Chef’s Garden

Dave Kinnear1-On Leadership

The Garden is Well Planned:

During a recent conference, I had the opportunity to visit the Chef’s Garden. It was a working garden for sure. By that, I mean that the Chef used the produce and herbs in her recipes.

I’m guessing that the Chef also supplemented her yield with commercial herbs and produce since the small plot of land wouldn’t support all the food that this conference center provided for the restaurants and banquets.

As I watched, the gardener carefully tended the rows of produce and flowers. The flowers, I’m told, were carefully


chosen to keep some of the insects and animals away from the produce.  And of course, they also added color to the garden.

Mind the Weeds

Carefully, the gardener pulled the weeds from around the produce and flowers. She explained that the weeds are quite prolific. They grow quickly and hog the moisture and soil nutrients. If the garden isn’t tended regularly, the weeds soon take over and the produce is starved.

The gate to the garden had a cute sign requesting that we, “Please keep this gate closed regardless of what the rabbits say.” Ah yes! Weeds, rabbits, deer, insects — there are lots of enemies to the well-cultured garden.

Speaking of Culture

It occurs to me that gardens provide a reasonable analogy for business and for life. Like the garden, we must constantly attend to our organization’s culture or it will soon be overrun with weeds. There are people who seem to drain our culture of its vitality. Weed-people are toxic to the organization’s produce. And they seem to pop up overnight!

Similarly, in our personal lives, it is often said that we “reap what we sow.” In addition to that, what we tolerate in our gardens is what will determine the quality and abundance of our harvest.

Unintended Consequences

Sometimes, in order to increase our yield or defeat the weeds, we resort to chemicals for our crops. We might add fertilizer and spread weed killer. Now we find that in our interdependent ecological systems, those added boosts to our produce may poison other systems — such as animals, ground water, etc.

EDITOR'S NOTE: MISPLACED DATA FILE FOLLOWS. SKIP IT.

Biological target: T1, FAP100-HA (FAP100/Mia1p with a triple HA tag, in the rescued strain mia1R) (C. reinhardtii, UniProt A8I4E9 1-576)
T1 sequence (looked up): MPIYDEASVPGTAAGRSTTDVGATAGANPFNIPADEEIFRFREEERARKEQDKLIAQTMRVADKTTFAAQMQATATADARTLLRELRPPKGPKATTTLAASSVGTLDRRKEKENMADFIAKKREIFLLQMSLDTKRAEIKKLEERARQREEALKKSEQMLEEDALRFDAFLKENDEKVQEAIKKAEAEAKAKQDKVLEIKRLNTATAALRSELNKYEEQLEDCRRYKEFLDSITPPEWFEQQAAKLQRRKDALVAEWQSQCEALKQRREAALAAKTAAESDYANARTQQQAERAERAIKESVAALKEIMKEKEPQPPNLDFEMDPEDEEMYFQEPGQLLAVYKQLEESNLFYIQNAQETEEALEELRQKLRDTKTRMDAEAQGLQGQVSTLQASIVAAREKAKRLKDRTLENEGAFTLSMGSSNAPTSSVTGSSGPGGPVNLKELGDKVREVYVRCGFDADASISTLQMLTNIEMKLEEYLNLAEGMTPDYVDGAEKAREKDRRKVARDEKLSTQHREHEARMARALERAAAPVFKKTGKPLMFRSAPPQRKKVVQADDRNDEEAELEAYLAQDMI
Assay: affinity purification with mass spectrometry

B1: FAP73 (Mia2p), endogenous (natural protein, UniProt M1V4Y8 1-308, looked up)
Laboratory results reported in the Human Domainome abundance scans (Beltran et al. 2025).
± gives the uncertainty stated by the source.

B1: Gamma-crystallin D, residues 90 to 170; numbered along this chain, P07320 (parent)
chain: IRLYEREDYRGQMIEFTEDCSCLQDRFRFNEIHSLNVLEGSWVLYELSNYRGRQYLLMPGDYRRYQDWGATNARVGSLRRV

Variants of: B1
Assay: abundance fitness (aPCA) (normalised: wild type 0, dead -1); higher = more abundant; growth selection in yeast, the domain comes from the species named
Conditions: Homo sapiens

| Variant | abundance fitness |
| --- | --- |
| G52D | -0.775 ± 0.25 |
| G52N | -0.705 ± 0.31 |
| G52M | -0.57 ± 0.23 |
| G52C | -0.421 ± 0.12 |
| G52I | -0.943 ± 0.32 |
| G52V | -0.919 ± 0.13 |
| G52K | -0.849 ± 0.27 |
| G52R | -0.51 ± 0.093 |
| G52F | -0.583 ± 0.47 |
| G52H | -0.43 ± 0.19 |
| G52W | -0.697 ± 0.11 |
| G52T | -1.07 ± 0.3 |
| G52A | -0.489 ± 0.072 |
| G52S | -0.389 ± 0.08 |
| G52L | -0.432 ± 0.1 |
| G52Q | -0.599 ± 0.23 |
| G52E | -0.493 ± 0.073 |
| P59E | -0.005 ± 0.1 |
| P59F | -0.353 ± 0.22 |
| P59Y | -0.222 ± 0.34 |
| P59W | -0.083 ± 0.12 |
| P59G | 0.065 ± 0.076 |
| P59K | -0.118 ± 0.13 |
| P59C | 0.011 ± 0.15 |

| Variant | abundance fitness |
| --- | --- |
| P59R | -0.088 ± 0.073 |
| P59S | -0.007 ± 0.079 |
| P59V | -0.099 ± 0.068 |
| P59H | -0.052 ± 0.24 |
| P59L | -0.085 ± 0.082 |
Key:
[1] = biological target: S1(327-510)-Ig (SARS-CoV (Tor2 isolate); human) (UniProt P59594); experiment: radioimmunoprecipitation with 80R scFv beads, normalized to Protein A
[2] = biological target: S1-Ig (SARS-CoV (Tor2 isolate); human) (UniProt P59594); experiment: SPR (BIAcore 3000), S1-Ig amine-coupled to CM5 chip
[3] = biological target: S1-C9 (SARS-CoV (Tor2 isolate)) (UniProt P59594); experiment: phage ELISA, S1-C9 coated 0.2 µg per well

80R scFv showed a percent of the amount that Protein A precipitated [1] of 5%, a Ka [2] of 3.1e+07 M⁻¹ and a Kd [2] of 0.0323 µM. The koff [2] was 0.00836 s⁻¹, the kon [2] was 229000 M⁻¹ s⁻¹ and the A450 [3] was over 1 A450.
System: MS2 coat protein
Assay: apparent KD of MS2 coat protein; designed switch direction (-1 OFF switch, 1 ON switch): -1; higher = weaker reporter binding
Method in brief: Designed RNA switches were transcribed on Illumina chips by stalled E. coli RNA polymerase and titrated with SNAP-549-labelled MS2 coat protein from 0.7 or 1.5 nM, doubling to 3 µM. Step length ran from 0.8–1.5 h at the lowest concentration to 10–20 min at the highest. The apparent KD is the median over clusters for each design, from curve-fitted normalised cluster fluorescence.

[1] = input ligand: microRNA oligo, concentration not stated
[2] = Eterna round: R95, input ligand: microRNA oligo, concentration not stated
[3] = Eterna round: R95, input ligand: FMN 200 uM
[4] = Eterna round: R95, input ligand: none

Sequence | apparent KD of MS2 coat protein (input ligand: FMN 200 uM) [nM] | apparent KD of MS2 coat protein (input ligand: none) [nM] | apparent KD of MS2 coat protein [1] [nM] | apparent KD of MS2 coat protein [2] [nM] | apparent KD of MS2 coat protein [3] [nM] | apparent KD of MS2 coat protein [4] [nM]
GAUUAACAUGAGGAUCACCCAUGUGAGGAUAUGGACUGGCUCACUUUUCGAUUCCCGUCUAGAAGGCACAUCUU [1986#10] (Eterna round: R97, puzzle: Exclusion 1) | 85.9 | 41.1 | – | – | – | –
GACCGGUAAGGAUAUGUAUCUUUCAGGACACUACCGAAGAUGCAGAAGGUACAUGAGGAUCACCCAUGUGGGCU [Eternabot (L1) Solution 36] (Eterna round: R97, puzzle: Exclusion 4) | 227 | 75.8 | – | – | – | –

Likewise in our organizations, concentrating on one measure of our crop yield at the expense of others often results in negative unintended consequences. If we focus only on the top line, for example, we may find that the yield is poor — low or no profitability. Or we may find expenses going up due to employee turn-over as focus on profits takes away the compassion in leadership.

Useful And Limited

There are many useful analogies for leadership and organizational development. They come from the military, gardening, travel and myriad other experiences. I find them useful because different analogies speak to different people in a way that helps them grasp deeper meaning.

An example of an analogy woven into a story.

Yet even great analogies fall apart if we push them too far. Instead, we may want to use them to paint the big picture. Stories are the most compelling way to communicate complicated concepts in a way that helps employees grasp the vision, mission, and purpose.

I find it to be a fun exercise to take an experience and form it into a business analogy. And I try not to take the analogy too far. Have you figured out a solid analogy for your organization’s vision/purpose? Is everyone aligned to that vision?  What’s your compelling story?